Champion: Dress-making for Ritual!

Would you Adam and Eve it? I, Alienora, long renowned for having two left thumbs and the sewing ability of a dead platypus, have started creating a costume for the forthcoming Silent Eye weekend of ritual drama!

As I said to a friend: Cooking?! Sewing?!! At this rate, I shall be crocheting antimacassars and playing light airs upon the virginals!

Could it be that I, tomboy from my earliest years, am turning into a girly?

So, there I was, with two weeks to go, no nearer getting my colourful costume sorted than I had been back in January. Until, that is, sudden inspiration sleeted down from the firmament and showed me a potential way out: A way of dealing with the problem using ribbon and safety pins, that is! I was going to adorn my famous purple cloak with Beltane-like streams of bright ribbonage so that, by the end, I looked something like an ambulant Maypole! Just hoped, to Goddess, that no-one grabbed hold of the ends and tried to plait me during the first ritual!

Secure, or so I thought, in the known and easy-to-cope-with strategy, I popped into town, heading – by a wonderful irony – for Sew Over the Moon (the wool shop I referred to in a previous post!).

Once there, my inner kid-in-a-sweet-shop took over! The colours, my dears! The fabrics! The feathers, buttons, gew-gaws and Magpie-attracting shiny, glittery things! There was a container full of off-cuts of various different kinds of material. Don’t ask me what they were; I am still at the most basic level on this and have yet to get beyond ‘shiny’ ‘rough’ ‘smooth’ and ‘sequinny’!

I grabbed hefts of purple, green, glittery net turquoise and sequinned silver, added feathers and a spring flower assortment of silky ribbons – and a few other things I’ll keep a secret for now! Safety pins completed my purchase and, pausing only to tell the very nice lady shop owner about the telephonic mix-up (basically, she had decommissioned a number, but this had not been sorted properly by the Powers That Be, at time, Cretinous!). We laughed!

Home, I placed all the bolts of brightly-hued material upon the kitchen table – and saw, immediately, that they were much bigger than I had initially realised. The purple piece, in particular, was easily large enough to make a skirt – and the silvery stretch, added to purple, had great potential as a bodice.

I bought a basic sewing kit soon after arriving here – not, I hasten to add, with dress-making in mind; no, it was for repair purposes only.

But I surprise myself sometimes! Increasingly so! Out came the pins and needle. After a few false starts, and the odd minor puncture wound, I had lilac cotton threaded through the teeny eye of the needle and, Na Fili giving it some serious Celtic welly in the background, put sharp implement to soft cloth for the first time in decades!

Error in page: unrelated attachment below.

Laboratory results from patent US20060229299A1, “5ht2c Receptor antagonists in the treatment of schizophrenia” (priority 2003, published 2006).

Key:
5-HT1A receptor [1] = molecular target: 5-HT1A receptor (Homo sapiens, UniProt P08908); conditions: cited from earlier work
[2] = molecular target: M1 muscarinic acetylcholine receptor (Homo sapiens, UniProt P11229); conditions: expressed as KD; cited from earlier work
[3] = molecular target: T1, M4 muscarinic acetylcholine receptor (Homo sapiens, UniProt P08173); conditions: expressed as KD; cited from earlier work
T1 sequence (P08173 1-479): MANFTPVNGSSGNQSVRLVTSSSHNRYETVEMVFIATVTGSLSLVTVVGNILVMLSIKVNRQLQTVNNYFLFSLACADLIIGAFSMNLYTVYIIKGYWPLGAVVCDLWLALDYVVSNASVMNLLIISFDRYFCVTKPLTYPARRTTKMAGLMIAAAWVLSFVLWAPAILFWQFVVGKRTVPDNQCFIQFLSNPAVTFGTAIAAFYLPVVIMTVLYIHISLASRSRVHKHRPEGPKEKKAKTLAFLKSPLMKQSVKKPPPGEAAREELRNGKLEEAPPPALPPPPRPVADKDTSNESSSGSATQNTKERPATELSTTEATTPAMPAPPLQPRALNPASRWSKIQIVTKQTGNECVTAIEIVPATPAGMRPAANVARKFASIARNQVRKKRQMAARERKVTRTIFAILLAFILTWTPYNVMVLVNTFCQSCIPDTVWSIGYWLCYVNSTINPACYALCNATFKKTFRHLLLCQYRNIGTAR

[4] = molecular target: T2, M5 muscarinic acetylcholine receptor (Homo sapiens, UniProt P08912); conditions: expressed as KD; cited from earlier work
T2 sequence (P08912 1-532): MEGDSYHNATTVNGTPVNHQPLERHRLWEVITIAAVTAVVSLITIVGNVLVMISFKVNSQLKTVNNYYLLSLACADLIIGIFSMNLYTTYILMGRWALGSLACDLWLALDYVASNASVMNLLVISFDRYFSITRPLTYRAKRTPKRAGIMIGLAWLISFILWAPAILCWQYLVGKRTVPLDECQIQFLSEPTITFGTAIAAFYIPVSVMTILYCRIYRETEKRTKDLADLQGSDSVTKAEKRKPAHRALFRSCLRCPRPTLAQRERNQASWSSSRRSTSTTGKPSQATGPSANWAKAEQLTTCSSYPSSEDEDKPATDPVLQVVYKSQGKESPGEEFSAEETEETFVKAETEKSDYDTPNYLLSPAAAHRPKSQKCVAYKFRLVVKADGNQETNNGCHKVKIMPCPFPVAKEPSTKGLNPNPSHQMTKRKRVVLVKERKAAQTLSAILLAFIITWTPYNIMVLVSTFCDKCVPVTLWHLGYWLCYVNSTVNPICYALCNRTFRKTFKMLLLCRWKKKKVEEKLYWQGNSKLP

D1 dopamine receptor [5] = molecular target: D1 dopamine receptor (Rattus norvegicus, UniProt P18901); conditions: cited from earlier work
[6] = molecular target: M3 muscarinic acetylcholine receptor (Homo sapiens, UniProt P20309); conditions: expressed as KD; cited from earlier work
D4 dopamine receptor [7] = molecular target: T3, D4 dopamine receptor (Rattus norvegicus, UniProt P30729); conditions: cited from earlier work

I’ve a long way to go on Project Ali’s Costume. My sewing would not pass muster with those more experienced in the art than I – and it may well be that the whole thing falls apart during the first ritual!

But I am so pleased, so happy, so bucked by this! I have faced another of my ‘I am not a proper woman’ demons – and kicked the insidious little shit into touch!

I can sew! I can cook! And, even if I couldn’t, I am still a perfectly good example of womankind and do not have to keep hiding behind the tough tomboy persona!

My costume will reflect something I have long identified with and hold especially dear. It ties in with all manner of other traditions, symbols and moments. But I shall say no more for now – simply leave you with a couple of images and let you imagine the rest.

Now: Back to the sewing board!

In my own way, I am a champion! Not because I’ll ever win prizes, or come top, for sewing; but because I have faced up to the fear of failing as a seamstress and started making my very own costume irrespective of its merits as judged in the wider community!



27 thoughts on “Champion: Dress-making for Ritual!

  1. Good Luck! You can and will create a beautiful costume, I have no doubt. ~
    By the way, nothing that I sew ever feels like it passes muster, but that’s how I learn to get better. I acknowledge what I could do better next time and then beam with pride with what I’ve done to date.
    Anyway, I hate to say it, but a bought costume could possibly be sewn poorly so you’re better off making your own!

    Liked by 1 person

  2. It is fun to revel in someone else’s project. I can thrill at all the shiny,silky fabrics and frou frou beadery without having to lift a finger. Vicarious crafting at its best. Enjoy your Silent Eye ceremony–hopefully it is not nearly as ominous as it sounds!

    Liked by 1 person

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